In early 2011, sodium thiopental, the drug in the sedative shot, became unavailable when its only U.S. manufacturer stopped producing it. Oklahoma found an alternative—pentobarbital, a barbiturate that acted similarly—but the Denmark-based company that provided it to U.S. states cut off the supply, citing "distressing misuse of our product in capital punishment." 

So Oklahoma started using midazolam, an anti-anxiety drug—and a depressant, rather than a barbiturate. Lockett, who was 38, was the first person the state attempted to execute with midazolam as part of the three-drug protocol.

First, the executioners failed to properly access a vein in his right arm, so the midazolam didn't properly enter his bloodstream. The execution team said he was unconscious, so they went forward, administering the lethal shots. Lockett woke up.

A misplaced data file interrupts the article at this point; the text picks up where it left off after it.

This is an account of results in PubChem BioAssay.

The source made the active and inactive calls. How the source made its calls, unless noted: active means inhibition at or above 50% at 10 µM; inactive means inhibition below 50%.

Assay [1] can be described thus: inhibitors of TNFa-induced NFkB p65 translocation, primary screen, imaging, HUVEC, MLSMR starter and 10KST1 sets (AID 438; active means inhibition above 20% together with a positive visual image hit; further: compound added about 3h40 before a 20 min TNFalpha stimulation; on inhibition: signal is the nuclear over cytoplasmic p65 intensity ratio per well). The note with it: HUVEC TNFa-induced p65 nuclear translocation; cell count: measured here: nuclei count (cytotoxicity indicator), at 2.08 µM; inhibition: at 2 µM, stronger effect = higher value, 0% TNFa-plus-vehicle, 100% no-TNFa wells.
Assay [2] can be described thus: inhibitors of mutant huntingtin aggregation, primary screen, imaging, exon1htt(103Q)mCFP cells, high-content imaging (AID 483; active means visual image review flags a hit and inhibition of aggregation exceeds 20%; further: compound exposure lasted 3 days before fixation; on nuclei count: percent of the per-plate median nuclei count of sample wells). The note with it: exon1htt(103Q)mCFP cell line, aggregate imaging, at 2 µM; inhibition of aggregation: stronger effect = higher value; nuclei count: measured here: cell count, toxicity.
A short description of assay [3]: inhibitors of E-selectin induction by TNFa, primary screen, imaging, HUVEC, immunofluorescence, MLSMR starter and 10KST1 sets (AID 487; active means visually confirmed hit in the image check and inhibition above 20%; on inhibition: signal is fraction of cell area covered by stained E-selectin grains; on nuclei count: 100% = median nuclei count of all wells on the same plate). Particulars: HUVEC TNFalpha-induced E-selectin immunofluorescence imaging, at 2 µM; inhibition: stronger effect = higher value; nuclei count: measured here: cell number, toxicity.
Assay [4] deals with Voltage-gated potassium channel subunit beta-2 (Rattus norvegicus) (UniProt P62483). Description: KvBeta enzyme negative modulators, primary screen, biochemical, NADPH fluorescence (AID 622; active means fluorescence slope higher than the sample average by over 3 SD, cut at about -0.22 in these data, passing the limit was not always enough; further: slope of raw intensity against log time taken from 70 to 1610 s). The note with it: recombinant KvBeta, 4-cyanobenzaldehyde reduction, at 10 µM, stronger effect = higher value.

“Something is wrong,” he said, according to witnesses. The “drugs aren’t working.” 

Lockett "writhed, groaned and convulsed as the three-drug cocktail was being administered, and he ultimately died of a heart attack 43 minutes later," USA Today reported

Despite the depraved crime Lockett committed, the prolonged agony he and others appear to have suffered in their executions is starting to change the terms of the national debate over the death penalty. The Supreme Court set a precedent in 1890 that "punishments are cruel when they involve torture or a lingering death."